I recently watched this TED talk by Tim Harford on how frustration can foster creativity that made me think about regulation in pensions.
In the first example Tim talks about Jazz pianist Keith Jarrett being frustrated with the piano he was forced to use in a concert in Köln in 1975. He was so angry with the equipment that he almost refused to play. Thankfully for fans he didn’t and the concert turned out to be one of the most popular solo jazz recordings of all time. The reason it was so popular was that Keith Jarrett changed the way he played the piano to compensate for its deficiencies and which resulted in a different (and more popular) sound.
Tim also talks about Brian Eno’s use of “Oblique Strategies” to foster creativity in his artists. In that example he talks about how human beings will tend to favour the path of least resistance but Oblique Strategies, essentially enforced randomness and frustration which actually turned out to be a useful tool for stimulating artists in the studio.
I was reminded of this when I read this story which talks about the challenges of regulations and its impact on pension funds. Whilst I agree with the principles of the article (see my previous post on unintended consequences) I have also written previously on how the industry should also begin to think about solutions.
So rather than lobby to maintain the status quo (even though I agree that is the right thing to do) and follow the path of least resistance should we harness our frustration to try and be more creative with our solutions?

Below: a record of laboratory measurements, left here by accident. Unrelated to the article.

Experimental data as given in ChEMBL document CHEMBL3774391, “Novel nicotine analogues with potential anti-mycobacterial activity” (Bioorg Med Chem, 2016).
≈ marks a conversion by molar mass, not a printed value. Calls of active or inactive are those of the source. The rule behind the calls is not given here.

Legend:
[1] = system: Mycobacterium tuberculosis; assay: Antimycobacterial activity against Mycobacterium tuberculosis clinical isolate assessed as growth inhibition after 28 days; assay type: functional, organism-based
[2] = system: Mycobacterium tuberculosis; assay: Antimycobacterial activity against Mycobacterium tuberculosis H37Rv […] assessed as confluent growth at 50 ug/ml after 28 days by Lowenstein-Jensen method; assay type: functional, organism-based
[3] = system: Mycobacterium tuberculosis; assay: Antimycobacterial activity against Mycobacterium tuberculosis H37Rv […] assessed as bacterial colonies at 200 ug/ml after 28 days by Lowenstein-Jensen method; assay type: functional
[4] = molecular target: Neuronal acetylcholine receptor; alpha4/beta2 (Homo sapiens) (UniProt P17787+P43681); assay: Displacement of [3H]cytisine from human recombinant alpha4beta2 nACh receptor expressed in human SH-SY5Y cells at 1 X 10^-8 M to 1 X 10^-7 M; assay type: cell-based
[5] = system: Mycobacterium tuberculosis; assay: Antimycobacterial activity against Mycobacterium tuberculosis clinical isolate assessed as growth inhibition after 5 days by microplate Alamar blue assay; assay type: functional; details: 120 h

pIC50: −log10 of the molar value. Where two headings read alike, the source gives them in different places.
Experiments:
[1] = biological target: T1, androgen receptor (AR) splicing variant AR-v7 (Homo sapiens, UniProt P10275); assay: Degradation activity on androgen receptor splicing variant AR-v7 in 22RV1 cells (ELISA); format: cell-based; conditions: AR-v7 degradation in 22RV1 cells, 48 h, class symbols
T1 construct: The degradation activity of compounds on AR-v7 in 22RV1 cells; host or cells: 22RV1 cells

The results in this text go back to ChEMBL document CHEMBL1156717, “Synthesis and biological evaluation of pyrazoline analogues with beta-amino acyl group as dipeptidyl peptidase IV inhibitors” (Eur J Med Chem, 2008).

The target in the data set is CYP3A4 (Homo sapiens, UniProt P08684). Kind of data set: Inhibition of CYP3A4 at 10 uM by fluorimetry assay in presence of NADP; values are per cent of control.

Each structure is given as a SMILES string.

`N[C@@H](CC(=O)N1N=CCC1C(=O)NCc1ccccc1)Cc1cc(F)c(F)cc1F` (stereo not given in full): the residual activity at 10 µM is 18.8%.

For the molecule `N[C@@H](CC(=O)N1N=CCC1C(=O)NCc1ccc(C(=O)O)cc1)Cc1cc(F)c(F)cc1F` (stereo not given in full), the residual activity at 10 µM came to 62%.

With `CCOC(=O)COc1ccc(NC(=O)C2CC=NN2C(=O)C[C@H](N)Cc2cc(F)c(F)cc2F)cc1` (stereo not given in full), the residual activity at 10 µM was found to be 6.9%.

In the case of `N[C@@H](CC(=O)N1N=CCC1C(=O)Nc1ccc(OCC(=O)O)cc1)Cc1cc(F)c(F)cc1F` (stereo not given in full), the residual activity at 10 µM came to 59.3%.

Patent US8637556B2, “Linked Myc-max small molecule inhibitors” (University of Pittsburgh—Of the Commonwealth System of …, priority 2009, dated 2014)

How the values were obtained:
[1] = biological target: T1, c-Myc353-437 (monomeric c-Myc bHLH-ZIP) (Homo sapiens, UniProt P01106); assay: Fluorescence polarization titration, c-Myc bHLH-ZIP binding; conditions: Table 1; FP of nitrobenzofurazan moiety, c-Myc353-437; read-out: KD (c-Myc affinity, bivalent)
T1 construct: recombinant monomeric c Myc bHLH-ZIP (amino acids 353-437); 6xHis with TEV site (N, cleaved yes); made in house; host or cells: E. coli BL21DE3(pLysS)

There are signs of such innovation with potential solutions around managing the reducing liquidity in the repo market (required as a way to use more attractively prices gilts to hedge liabilities rather than swaps) but this is still very much focused on trying to maintain the current approach for LDI.
How about another approach – let’s get physical with our LDI.
Conventional LDI is about investing in return seeking assets and using swaps and repo to provide liability hedging (physical growth assets synthetic LDI). As you will see from the referenced pieces, there are challenges with this approach.
Another way to think about it could be to flip LDI on its head physical LDI and synthetic growth assets. What this means is that a schemes physical assets are invested in Gilts (gaining the benefit of holding assets with a superior yield to equivalent swaps) whilst accessing return seeking assets with derivatives (equity futures and options as well as credit derivatives for example).
Structured Equity is one of those approaches. There are a few benefits that may make it worth considering for some schemes:
- Owning physical gilts provides schemes with the yield pickup of gilts over swaps
- It does so without the roll risk of the Repo market
- The roll risk is transferred to equity derivatives which are based on a more liquid market
- Using equity derivatives allow pension schemes to shape their risk and return exposure
This may not be for everyone but for some schemes the frustration of regulation may actually result in them being more creative resulting in a strategy that is much better suited to their needs.